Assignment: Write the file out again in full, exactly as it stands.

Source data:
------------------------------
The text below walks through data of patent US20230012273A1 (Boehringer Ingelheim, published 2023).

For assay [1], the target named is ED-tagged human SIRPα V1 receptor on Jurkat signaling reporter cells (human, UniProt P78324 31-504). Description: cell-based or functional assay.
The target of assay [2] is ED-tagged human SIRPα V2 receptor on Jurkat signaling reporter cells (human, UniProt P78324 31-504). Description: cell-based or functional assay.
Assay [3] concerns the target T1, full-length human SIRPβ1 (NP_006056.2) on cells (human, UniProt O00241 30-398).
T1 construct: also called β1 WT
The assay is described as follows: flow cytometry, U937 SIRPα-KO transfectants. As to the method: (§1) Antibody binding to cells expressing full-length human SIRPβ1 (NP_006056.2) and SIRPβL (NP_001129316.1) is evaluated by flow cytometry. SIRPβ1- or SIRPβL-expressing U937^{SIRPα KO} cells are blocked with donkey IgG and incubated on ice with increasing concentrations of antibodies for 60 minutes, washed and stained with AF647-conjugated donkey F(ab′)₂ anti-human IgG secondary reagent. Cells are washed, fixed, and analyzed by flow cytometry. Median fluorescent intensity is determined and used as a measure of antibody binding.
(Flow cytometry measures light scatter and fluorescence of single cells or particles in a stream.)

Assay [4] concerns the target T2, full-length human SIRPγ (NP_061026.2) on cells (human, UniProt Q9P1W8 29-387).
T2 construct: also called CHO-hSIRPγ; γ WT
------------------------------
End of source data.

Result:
The text below walks through data of patent US20230012273A1 (Boehringer Ingelheim, published 2023).

For assay [1], the target named is ED-tagged human SIRPα V1 receptor on Jurkat signaling reporter cells (human, UniProt P78324 31-504). Description: cell-based or functional assay.
The target of assay [2] is ED-tagged human SIRPα V2 receptor on Jurkat signaling reporter cells (human, UniProt P78324 31-504). Description: cell-based or functional assay.
Assay [3] concerns the target T1, full-length human SIRPβ1 (NP_006056.2) on cells (human, UniProt O00241 30-398).
T1 construct: also called β1 WT
The assay is described as follows: flow cytometry, U937 SIRPα-KO transfectants. As to the method: (§1) Antibody binding to cells expressing full-length human SIRPβ1 (NP_006056.2) and SIRPβL (NP_001129316.1) is evaluated by flow cytometry. SIRPβ1- or SIRPβL-expressing U937^{SIRPα KO} cells are blocked with donkey IgG and incubated on ice with increasing concentrations of antibodies for 60 minutes, washed and stained with AF647-conjugated donkey F(ab′)₂ anti-human IgG secondary reagent. Cells are washed, fixed, and analyzed by flow cytometry. Median fluorescent intensity is determined and used as a measure of antibody binding.
(Flow cytometry measures light scatter and fluorescence of single cells or particles in a stream.)

Assay [4] concerns the target T2, full-length human SIRPγ (NP_061026.2) on cells (human, UniProt Q9P1W8 29-387).
T2 construct: also called CHO-hSIRPγ; γ WT